I suspect a canoe would make a pretty decent makeshift shelter, as would a car.

However, I don't know how well a fire is going to work to keep you warm if you are inside a car.

The wet side of it bothers me. Obviously getting dry is a priority, especially with the cold. But, there are degrees of both wet and cold. If there is no wind, the wet is far less of an issue IMO. I also think it matters just what part of you is wet. Wet extremities are far less of an issue than wet core body areas. I have had pretty much soaked pants legs from the knees down in 15-20 deg F temps and it was not much of an issue when there was no wind. A 15 MPH breeze changes that a lot. Wet feet can be very unpleasant in cold temperatures.

I think the suggestion of wringing out one's clothes to get as much water out as possible probably makes as much sense as any for a first priority.

Collecting as much firewood as you might need for the night is probably a second priority. I also agree with the poster who suggested no pile of firewood is ever enough to last the night.

I don't know what forests these guys are in, but some of the ones I have been in can get very dark very fast. It may be possible to see in a clearing with moon light or the waning sun, and often is, but how much firewood can you find in a clearing? I think you have to go collecting while you have enough light to see by.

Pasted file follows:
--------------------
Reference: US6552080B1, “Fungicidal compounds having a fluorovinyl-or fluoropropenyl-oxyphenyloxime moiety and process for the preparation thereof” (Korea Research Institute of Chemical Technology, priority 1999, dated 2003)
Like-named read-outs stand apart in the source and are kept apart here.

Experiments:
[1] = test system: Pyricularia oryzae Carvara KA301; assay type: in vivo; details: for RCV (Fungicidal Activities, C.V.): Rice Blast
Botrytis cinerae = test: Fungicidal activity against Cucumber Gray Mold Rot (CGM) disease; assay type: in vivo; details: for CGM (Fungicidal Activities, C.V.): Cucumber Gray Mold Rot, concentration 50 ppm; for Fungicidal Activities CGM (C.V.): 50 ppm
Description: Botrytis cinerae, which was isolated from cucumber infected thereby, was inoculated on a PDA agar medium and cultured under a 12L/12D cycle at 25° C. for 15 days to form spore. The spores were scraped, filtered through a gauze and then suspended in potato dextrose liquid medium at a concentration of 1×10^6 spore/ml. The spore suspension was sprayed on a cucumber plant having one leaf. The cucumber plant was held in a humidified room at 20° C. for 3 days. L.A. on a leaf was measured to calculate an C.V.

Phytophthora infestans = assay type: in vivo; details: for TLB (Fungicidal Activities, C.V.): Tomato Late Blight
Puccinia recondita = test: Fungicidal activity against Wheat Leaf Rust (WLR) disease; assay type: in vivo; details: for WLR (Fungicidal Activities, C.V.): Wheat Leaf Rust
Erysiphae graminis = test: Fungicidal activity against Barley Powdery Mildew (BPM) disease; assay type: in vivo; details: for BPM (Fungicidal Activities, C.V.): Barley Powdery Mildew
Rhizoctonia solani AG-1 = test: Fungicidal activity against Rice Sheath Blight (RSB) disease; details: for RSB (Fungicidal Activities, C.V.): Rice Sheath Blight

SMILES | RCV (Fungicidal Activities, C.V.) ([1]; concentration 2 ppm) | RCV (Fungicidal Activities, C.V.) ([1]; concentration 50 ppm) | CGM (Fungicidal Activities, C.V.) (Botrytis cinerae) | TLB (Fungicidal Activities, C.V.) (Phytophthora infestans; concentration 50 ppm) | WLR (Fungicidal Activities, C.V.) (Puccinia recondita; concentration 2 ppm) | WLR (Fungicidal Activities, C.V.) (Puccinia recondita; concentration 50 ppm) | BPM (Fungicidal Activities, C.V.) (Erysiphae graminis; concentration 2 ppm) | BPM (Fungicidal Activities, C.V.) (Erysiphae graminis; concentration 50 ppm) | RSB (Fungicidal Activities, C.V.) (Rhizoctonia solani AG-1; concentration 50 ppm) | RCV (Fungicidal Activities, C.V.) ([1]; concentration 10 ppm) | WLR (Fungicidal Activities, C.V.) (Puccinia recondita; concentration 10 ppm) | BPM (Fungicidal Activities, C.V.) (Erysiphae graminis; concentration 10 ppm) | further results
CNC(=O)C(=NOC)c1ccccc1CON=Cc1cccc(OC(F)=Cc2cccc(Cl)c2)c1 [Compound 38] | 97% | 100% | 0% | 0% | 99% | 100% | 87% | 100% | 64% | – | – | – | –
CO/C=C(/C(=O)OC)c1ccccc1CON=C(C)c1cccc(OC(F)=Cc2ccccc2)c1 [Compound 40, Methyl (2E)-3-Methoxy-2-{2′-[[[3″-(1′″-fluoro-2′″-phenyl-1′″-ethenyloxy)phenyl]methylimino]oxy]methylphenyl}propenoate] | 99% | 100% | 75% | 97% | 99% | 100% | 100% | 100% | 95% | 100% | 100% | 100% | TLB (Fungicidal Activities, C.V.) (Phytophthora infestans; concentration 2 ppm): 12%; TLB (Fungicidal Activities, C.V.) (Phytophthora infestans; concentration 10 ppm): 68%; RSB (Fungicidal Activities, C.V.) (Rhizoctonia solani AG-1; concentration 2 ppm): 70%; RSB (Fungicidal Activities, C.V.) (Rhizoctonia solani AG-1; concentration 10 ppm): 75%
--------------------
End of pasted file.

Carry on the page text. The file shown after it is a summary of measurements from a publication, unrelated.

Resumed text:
_________________________
Warning - I am not an expert on anything having to do with this forum, but that won't stop me from saying what I think. smile

Bob

Top
Page 1 of 3 1 2 3 >



Moderator:  Alan_Romania, Blast, chaosmagnet, cliff 
October
Su M Tu W Th F Sa
1 2 3 4 5 6
7 8 9 10 11 12 13
14 15 16 17 18 19 20
21 22 23 24 25 26 27
28 29 30 31
Who's Online
0 registered (), 222 Guests and 7 Spiders online.
Key: Admin, Global Mod, Mod
Newest Members
jackmiller, DaveL, Dale, rac, Boris
5266 Registered Users
Newest Posts
Time Capsule
by Jeanette_Isabelle
Yesterday at 11:35 PM
Florida residents desperate for food and shelter
by hikermor
Yesterday at 05:44 PM
Arizona Mine Rescue
by hikermor
Yesterday at 03:59 PM
Folder for Opening Boxes
by hikermor
10/19/18 03:18 PM
Best use of time, money
by quick_joey_small
10/16/18 07:54 PM
get a cheap laptop
by TeacherRO
10/16/18 05:45 PM
I'm Not Coming Home
by Jeanette_Isabelle
10/14/18 05:49 PM
Winter preps -- Time for the switch over
by dougwalkabout
10/12/18 03:01 AM
Newest Images
Tiny knife / wrench
Handmade knives
2"x2" Glass Signal Mirror, Retroreflective Mesh
Trade School Tool Kit
My Pocket Kit
Glossary
Test

WARNING & DISCLAIMER: SELECT AND USE OUTDOORS AND SURVIVAL EQUIPMENT, SUPPLIES AND TECHNIQUES AT YOUR OWN RISK. Information posted on this forum is not reviewed for accuracy and may not be reliable, use at your own risk. Please review the full WARNING & DISCLAIMER about information on this site.